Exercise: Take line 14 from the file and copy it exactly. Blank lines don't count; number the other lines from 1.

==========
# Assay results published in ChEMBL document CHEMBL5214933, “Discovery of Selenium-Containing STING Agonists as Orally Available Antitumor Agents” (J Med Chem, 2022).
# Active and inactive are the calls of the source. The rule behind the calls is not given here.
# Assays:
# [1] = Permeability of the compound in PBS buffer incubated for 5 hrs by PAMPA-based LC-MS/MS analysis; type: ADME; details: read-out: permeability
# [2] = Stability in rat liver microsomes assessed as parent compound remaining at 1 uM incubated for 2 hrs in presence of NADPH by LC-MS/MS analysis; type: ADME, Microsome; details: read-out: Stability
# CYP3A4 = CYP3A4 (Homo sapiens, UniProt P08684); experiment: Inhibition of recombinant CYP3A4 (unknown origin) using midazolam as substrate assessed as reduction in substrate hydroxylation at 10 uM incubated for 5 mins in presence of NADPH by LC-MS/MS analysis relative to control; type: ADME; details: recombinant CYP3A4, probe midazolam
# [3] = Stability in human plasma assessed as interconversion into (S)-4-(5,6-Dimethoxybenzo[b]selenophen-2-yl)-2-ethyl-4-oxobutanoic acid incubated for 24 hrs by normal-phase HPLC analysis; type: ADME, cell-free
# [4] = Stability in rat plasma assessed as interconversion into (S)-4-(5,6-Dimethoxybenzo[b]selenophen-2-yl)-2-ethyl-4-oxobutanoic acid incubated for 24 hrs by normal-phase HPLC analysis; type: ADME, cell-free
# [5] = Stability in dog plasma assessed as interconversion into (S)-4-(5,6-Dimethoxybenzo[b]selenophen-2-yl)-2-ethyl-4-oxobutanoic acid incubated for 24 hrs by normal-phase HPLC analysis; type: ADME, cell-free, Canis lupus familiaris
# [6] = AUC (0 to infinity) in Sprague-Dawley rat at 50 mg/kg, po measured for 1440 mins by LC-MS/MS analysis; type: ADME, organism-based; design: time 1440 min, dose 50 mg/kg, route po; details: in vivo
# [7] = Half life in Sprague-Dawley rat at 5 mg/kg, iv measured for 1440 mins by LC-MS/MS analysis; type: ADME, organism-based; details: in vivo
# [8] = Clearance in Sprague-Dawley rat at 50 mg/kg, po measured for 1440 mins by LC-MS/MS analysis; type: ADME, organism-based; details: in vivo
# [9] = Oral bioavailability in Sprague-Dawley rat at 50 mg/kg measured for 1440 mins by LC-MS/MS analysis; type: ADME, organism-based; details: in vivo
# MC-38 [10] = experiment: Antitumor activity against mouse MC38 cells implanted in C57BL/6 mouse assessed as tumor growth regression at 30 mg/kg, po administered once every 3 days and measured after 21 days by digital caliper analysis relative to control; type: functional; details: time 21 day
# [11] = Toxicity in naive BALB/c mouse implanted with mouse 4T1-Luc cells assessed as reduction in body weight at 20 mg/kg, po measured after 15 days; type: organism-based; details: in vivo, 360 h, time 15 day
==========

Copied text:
# MC-38 [10] = experiment: Antitumor activity against mouse MC38 cells implanted in C57BL/6 mouse assessed as tumor growth regression at 30 mg/kg, po administered once every 3 days and measured after 21 days by digital caliper analysis relative to control; type: functional; details: time 21 day